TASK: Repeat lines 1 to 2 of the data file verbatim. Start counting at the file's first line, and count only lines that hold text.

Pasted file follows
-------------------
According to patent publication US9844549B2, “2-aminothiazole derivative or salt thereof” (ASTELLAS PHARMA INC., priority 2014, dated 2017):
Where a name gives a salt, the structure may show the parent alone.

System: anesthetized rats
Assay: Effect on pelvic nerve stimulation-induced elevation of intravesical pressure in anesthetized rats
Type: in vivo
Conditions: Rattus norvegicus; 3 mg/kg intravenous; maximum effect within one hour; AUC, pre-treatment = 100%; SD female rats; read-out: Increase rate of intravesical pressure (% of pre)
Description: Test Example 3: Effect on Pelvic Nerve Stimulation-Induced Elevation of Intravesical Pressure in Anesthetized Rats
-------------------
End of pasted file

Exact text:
According to patent publication US9844549B2, “2-aminothiazole derivative or salt thereof” (ASTELLAS PHARMA INC., priority 2014, dated 2017):
Where a name gives a salt, the structure may show the parent alone.